Each of us had a unique perspective or thought process in remembering and reliving these great moments of Rays history. Not one of us sees any one action the same, or reacts with the same emotion on any given aspect of the game as it unfolds in front of us. But there is one general emotion and feeling that is felt by all of us daily about this Rays team, from that first moment on March 31,1998 to tonight’s contest. We are proud to be fans of the Tampa Bay Rays, and that pride shows on every one of our faces as we begin our trek through the next 2,000 Rays games…..Play Ball!
Sunday was a celebration in St. Louis to honor a man who I met as a small child in Spring Training here in St. Petersburg, Florida. Stan Musial was a giant to me then as a kid, and is still a giant on any ballfield.
Sunday was a day to honor Cardinals great number 6, and his legacy with the Cardinals. Stan came out to the stadium, swung his familiar swing to the crowd, and even gave a memorable speech to the throng of fans in the stands.
The team renamed the plaza in front of the stadium “Stan Musial Plaza,” and also established “Stan Musial Drive” as one of the throughfare surrounding the Busch Stadium. If that was not enough, the Cardinals let Stan do his harmonica rendition of “Take Me Out to the Ballgame” on the television,and it was a remarkable sight to see the old guy smiling and having fun that day.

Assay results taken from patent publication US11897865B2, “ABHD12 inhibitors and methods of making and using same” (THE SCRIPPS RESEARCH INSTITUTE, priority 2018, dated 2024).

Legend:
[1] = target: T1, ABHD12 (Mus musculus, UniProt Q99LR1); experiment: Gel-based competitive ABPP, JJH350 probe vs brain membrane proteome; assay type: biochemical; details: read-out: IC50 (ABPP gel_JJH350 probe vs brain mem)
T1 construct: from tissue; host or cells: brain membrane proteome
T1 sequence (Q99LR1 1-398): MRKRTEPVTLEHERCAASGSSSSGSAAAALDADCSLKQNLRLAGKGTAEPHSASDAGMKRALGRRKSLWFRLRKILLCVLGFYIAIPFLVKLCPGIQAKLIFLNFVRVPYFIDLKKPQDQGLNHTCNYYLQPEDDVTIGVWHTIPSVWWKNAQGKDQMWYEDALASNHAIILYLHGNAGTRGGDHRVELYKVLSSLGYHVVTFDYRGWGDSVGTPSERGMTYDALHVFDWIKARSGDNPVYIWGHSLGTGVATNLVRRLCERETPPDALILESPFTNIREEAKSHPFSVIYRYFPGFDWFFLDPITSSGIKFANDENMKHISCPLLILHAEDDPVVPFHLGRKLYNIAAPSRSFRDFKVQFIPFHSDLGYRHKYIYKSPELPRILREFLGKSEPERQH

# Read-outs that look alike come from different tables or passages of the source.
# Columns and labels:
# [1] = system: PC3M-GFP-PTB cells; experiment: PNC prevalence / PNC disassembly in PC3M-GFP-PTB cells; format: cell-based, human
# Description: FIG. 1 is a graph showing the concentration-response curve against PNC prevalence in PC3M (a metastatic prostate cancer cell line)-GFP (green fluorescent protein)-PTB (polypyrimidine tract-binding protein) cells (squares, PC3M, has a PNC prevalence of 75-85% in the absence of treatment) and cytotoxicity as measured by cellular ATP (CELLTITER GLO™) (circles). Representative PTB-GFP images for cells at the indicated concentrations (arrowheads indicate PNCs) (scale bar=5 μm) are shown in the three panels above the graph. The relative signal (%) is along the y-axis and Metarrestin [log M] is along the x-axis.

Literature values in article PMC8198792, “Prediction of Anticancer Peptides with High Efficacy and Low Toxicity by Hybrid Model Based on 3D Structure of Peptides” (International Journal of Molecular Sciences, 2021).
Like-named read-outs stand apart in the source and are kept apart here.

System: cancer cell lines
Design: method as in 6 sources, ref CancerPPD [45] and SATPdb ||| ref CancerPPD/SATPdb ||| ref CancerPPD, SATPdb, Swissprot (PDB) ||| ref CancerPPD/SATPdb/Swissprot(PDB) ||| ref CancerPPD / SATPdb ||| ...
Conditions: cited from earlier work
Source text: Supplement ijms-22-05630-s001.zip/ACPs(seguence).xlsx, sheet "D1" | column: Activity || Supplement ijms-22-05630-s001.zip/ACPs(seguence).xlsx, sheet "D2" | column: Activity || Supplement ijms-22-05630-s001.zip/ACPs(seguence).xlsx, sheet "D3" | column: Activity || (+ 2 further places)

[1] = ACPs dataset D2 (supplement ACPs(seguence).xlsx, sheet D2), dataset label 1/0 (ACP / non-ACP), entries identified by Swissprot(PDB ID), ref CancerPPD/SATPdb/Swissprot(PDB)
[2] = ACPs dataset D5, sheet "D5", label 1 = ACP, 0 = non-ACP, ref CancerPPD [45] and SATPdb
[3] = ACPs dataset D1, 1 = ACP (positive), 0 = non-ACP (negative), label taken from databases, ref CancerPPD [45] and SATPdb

As you might remember, Stan Musial was the first major leaguer to hit a home run out of Al Lang Field in St. Pete.
He was also one of the small group that threw out the ceremonial first pitch at the Rays first game against the Tigers’ on March 31, 1998.
Trivia Fact of the Night:
Until 1859, the umpires often seated in padded chairs behind homeplate.
Last Blog without the coveted “Good,The Bad,and The Ugly” in it. Tomorrow we are going into Oakland Stadium to take on the A’s. Now that we are back in the AL fold, we can fulfill our “GBU” feature again.
The Rays Carl Crawford hit a blistering solo homer to right center in the top of the 8th inning. The homer was Crawford’s 4th of the year. Carl is now hitting .282 for the season and has 28 RBI’s. Crawford is a lifetime .299 hitter during Interleague play.
I want to take a second to congradulate Trever Miller for passing Doug Creek and becoming the most prolific lefty in Rays history. Yesterday, Tever worked his 141st game as the Rays passing Creek.
Rays rookie third baseman Evan Longoria is currently number one in fielding percentage for his position in the AL with a .977 average. Longoria has been instrumental in the Rays renewed defense on the hot corner.